TODAY’S COMPLICATED FAMILY TREE
The Towerys originated in Italy? So says some shakey research. The Turraine families in the Principality of Milan became so obnoxious the populace demolished their houses. This helped them decide to migrate to the British Isles.
It is still a matter of conjecture that the Turraines were the forebears of those who spell their name: Towery / Towry.
We do know that John Towery and his two brothers from Scotland, settled in the Carolina Colony. Sometime later John married Miss Betsy Cannon. (Unconfirmed item: Betsy said to be a niece of William Penn, the Quaker who founded Philadelphia.)
The newly weds, John and Betsy, had a son they named Mannering (1778), married Winnie, and they had a son named Wilborn (1805), whose wife Nancy Teague gave birth to my great grandfather, Argyle Campbell Towery (1844). By the middle of the 19th century the clan had spread across the south.
On October 18, 1861, Argyle enlisted in Capt. R. J. Armstrong’s Mississippi Volunteers as an 18 year old private. In his Confederate States of America files they show he was AWOL (absent without leave) more than once.
He was without leave all right, but not intentionally. He was not a deserter nor a disgrace to the CSA. On Nov.25, 1863, Pvt. Argyle Towery was captured by Union forces at Missionary Ridge, Tenn. As a prisoner of war he was first sent to Louisville, Ky., and later Rock Island, Ill. On March 10, 1864, he took the oath of allegiance to the United States and was exchanged two months later in New Orleans.
After the war, Argyle came to Texas. One of his sons was my grandfather, Roland and the other was grandfather of Kenneth Towery, the cousin who won the Pulitzer Prize in the 1950s.
By 1906 Argyle was living in Rockwall County, Texas, applied for his Civil War Pension. He never got it, possibly due to “joining” the Union before the war was over. He was almost blind by this time. He had no property, but he did have one pair of Mississippi mules and a wagon.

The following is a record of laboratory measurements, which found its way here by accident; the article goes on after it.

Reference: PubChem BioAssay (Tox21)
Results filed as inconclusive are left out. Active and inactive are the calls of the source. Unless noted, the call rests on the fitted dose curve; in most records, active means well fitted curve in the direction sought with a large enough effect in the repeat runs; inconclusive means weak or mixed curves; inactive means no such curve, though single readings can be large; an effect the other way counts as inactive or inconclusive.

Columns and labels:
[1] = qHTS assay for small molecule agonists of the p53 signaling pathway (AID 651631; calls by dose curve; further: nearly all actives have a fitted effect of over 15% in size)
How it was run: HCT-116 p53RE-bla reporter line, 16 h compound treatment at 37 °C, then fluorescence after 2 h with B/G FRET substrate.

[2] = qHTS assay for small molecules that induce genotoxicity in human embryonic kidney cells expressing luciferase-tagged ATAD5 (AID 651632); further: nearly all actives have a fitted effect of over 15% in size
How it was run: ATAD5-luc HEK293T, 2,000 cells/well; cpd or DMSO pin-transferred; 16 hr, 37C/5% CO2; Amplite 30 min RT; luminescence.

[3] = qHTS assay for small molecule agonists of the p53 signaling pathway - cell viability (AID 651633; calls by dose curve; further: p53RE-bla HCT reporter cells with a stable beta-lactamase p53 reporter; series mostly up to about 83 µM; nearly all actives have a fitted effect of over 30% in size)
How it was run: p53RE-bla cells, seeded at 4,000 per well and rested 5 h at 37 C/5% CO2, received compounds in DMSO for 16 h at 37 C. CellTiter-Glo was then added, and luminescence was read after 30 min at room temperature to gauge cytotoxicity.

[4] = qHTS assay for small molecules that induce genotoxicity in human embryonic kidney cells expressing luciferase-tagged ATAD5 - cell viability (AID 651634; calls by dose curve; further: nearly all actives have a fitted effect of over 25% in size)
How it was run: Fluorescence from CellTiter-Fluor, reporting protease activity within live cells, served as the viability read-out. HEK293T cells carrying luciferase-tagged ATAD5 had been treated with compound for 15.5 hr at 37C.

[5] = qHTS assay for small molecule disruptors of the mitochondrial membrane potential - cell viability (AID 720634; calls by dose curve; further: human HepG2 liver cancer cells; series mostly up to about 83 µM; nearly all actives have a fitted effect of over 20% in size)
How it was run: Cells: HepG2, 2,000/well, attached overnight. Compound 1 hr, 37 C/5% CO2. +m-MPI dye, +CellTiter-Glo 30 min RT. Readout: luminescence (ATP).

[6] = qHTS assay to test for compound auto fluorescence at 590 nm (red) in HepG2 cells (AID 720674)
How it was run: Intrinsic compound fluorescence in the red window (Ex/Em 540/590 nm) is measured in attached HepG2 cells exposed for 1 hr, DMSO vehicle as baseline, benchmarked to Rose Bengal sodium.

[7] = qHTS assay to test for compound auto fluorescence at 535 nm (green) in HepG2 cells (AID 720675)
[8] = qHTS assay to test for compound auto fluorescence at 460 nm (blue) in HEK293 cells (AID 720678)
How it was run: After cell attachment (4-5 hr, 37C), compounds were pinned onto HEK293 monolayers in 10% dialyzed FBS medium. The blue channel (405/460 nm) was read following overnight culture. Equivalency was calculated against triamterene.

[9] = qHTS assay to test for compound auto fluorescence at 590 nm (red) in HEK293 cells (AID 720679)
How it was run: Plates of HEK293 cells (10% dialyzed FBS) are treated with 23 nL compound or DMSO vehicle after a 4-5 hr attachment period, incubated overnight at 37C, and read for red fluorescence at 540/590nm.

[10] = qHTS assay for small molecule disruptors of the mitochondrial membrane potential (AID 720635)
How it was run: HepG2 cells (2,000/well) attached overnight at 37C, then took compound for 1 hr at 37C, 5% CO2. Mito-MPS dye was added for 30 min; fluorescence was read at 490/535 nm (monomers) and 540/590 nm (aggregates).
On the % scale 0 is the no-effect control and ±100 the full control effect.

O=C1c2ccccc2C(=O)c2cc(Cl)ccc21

Genealogists have long had a blast with this kind of detail. Where they define familial relations according to bloodlines, marriage or war. Today, the composition of families is changing to such a degree that it is almost impossible to know who gets a branch on a family tree.
In the early 20th century some elementary school projects included making family trees according organized traditionally according to genetic information. Today there is hardly a school student or graduate who ever heard of such an exercise.
Such exercises in schools are gone from today’s schools. With at least half of today’s marriages ending up in divorce court and the children scattered back and forth, home to home. (For the last six years, according to United States census data, there have been more unmarried households than married ones. And more same-sex couples are having children using surrogates or sperm donors or by adoption.)
Add to that the use of surrogates, sperm donors and same-sex parents and making a family tree is next to impossible. It looks more like Uncle Remus’ brier patch – common name for a thicket formed by any of a number of unrelated thorny plants.
Learning about out heritage is more than just a hobby. There are medical and legal implications, particularly when it comes to death and inheritance.
For some children, having to explain their family tree can be alienating and discouraging.
The Stepfamily Foundation, a family counseling service based in New York City, gave up on the traditional family tree for a network of circles (females) and squares (males), with dotted and straight lines to connect married and blood relatives. Its complicated any way you look at it.